In modern engines, the coolant temperature sensor and, in a few cases, the oil temperature sensor performs a very important task. It provides the controller with information such as whether the engine has already reached normal operating temperature or is just warming up. The information provided by the coolant (oil) temperature sensor determines how the injection system is controlled. Therefore, it is very important that the fluid (oil) temperature sensor circuit works properly. It is very common for mechanics to check only the resistance of the sensor itself for the corresponding temperatures. This is an insufficient check, because in some cases, despite a functioning temperature sensor, the controller receives a falsified signal. This may be due to excessive resistance or short circuits in the sensor circuit or even failure of the controller itself.

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In modern engines, the coolant temperature sensor and, in a few cases, the oil temperature sensor performs a very important task. It provides the controller with information such as whether the engine has already reached normal operating temperature or is just warming up. The information provided by the coolant (oil) temperature sensor determines how the injection system is controlled. Therefore, it is very important that the fluid (oil) temperature sensor circuit works properly. It is very common for mechanics to check only the resistance of the sensor itself for the corresponding temperatures. This is an insufficient check, because in some cases, despite a functioning temperature sensor, the controller receives a falsified signal. This may be due to excessive resistance or short circuits in the sensor circuit or even failure of the controller itself.

A very helpful instrument for diagnosing the circuit of coolant, oil, air temperature sensors, as well as CO controllers and potentiometer sensors is the SCR-3V sensor simulator from DeltaTech Electronics. This new and original solution from this company makes it possible to simultaneously simulate and observe the voltage signal in the sensor circuit with a single device. This is functional and very important because in sensor circuits the most important parameter is the voltage, not the resistance of the sensor itself. The table shows the most common dependencies of resistance and voltage as a function of temperature.

Temperature (degree C) Resistance (Ohm) Voltage (Volt)
0 4600 to 6600 4.00 to 4.50
10 4000 3.75 to 4.00
20 2200 to 2800 3.00 to 3.50
30 1300 3,25
40 1000 to 1200 2.50 to 3.00
50 1000 2,50
60 800 2.00 to 2.50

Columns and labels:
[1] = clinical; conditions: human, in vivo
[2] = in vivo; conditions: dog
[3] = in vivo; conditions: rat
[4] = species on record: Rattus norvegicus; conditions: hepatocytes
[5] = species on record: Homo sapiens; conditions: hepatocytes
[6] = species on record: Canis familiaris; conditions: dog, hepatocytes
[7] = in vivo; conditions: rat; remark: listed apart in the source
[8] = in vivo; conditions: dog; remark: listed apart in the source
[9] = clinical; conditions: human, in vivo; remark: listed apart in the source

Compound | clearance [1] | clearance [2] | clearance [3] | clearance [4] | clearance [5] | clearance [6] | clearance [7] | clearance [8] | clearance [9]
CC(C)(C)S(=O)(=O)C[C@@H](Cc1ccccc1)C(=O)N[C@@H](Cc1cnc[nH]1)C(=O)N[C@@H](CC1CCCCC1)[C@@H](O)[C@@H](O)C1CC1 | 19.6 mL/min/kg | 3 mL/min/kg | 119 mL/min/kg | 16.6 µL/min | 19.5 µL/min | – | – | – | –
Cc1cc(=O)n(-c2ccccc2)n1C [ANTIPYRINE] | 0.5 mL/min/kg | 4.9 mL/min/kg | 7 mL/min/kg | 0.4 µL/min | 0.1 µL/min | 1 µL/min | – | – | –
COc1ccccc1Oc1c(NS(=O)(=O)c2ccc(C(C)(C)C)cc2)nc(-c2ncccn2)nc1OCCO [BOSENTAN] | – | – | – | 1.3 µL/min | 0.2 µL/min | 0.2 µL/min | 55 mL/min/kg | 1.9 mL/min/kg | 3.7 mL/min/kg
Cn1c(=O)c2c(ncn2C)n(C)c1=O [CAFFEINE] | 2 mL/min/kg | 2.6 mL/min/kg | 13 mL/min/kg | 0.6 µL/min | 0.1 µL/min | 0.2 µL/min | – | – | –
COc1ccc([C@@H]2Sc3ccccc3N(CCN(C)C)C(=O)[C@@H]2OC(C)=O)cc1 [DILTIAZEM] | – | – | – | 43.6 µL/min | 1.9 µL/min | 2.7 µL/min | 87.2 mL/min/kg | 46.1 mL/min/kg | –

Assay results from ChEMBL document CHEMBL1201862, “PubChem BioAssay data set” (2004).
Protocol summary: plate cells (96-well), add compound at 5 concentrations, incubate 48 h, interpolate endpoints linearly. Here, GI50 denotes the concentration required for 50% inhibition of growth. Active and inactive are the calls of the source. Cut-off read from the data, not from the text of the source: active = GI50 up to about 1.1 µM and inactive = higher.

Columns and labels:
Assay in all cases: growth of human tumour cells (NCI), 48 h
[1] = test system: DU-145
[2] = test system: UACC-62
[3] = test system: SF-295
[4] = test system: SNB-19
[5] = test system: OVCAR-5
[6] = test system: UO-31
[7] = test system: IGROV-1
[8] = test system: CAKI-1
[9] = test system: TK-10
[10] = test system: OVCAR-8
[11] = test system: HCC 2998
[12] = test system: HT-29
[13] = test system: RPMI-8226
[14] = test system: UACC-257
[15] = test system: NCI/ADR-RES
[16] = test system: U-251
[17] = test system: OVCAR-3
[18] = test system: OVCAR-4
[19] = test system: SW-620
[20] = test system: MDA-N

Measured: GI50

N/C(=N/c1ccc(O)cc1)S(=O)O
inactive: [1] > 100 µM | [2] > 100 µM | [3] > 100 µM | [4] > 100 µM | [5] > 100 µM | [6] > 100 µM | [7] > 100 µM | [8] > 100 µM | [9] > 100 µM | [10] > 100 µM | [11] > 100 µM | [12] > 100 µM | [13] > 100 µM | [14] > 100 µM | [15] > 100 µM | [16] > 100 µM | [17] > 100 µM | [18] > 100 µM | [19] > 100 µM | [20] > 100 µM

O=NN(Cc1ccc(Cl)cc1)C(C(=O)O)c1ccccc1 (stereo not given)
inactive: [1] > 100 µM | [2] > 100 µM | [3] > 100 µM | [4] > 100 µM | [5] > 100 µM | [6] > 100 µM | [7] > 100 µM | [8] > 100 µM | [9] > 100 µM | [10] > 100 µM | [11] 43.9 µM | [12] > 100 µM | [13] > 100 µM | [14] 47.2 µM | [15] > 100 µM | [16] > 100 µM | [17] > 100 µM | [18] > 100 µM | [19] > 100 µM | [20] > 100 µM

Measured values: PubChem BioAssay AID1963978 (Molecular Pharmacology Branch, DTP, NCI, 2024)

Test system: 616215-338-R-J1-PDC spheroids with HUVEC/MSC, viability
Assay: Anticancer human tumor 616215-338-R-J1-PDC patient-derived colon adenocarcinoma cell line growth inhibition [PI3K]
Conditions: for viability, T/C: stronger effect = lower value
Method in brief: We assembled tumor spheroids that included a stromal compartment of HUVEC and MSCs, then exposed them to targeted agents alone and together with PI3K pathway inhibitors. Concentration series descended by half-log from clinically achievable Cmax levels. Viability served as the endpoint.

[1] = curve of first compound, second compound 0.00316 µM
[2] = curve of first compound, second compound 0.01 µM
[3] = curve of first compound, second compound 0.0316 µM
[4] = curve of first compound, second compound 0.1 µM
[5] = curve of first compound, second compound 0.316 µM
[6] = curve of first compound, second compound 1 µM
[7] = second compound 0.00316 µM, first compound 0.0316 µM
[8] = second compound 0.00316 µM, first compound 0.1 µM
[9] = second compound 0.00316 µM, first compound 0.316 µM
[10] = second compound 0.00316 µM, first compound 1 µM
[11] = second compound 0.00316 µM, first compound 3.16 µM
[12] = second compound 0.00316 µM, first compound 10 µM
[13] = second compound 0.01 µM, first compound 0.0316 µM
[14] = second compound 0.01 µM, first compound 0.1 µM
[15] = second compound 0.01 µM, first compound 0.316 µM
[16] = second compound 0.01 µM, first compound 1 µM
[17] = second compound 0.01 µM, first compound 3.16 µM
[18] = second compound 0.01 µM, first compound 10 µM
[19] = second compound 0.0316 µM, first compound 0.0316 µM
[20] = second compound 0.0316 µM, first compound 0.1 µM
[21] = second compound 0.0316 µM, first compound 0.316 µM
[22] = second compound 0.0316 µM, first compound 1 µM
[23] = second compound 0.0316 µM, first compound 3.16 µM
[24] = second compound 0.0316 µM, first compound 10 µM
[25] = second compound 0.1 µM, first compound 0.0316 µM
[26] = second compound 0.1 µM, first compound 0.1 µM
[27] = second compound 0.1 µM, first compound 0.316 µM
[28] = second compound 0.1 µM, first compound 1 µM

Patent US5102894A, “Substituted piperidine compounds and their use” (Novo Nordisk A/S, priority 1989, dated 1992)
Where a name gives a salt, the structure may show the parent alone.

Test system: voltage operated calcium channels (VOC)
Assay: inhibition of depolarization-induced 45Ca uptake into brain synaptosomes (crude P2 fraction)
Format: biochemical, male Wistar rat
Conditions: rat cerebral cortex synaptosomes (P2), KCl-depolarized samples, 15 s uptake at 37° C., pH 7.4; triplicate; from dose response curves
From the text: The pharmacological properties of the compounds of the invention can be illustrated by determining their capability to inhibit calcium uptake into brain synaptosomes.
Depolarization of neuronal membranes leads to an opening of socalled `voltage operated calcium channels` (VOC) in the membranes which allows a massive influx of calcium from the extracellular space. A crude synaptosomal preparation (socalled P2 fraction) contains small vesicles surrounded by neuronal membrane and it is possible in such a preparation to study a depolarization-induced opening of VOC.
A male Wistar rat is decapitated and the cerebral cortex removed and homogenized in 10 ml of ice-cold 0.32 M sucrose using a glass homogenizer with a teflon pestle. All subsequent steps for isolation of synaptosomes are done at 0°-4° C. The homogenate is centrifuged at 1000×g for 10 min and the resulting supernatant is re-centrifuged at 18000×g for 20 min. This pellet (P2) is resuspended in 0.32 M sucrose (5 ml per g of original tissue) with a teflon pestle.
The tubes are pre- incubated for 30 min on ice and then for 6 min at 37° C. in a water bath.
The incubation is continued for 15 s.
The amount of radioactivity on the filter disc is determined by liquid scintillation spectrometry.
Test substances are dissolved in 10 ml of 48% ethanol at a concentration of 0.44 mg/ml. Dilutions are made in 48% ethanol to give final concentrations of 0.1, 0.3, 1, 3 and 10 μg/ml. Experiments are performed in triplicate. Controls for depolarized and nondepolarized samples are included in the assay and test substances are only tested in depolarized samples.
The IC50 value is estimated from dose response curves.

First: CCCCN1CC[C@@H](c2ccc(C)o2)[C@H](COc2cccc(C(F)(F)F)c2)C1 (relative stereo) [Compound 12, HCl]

80 270 to 380 1.00 to 1.30
110 180 to 200 0,50
Circuit break 5,00
Short circuit to ground 0

By simulating the temperature, for example, from lowest to highest, along with simultaneous measurement of injection times and analysis of the exhaust gas, we can accurately check the performance of the injection system. At the same time, we don’t have to waste time waiting for the engine to cool down, for example.

To simulate, for example, a temperature sensor, follow these steps:

– Locate the temperature sensor and disconnect the wires,

– Connect the simulator terminals to the wires disconnected from the sensor,

– Set the resistance value on the simulator corresponding to the cold engine (according to the factory data),

– Start the engine – it should run at an increased speed (as when the engine is cold). If the engine is warm, we can change the resistance (voltage) value from that corresponding to a cold engine, e.g. 6000 Ohms (4…4.5V) to that corresponding to a heated engine, e.g. 300 Ohms (1…1.5V). The engine should respond by raising the RPM for the “cold engine” simulation and lowering it to normal idle speed for the “heated engine” simulation.

– Turn off the engine, disconnect the simulator terminals, connect the cables to the temperature sensor.

If the engine does not respond to the temperature simulation as specified by the manufacturer, it means that the temperature sensor circuit is faulty or the controller is defective. The most common, and correct, response to simulating a cold engine is to raise the RPM and enrich the air-fuel mixture, while simulating a normal operating temperature should cause the engine to shift to the factory-set RPM and mixture composition values (if the engine is actually at operating temperature, of course).

Another unquestionable advantage of the SCR-3V simulator is the ability to ascertain the malfunction of a particular sensor before deciding whether to replace it.

The SCR-3V simulator is available even to small auto repair shops due to its uncomplicated operation and very affordable price.

 

23% VAT should be added to the quoted price.

Warranty: 12 months
Shipping time: In stock!

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Weight 2 kg
approximate gross weight
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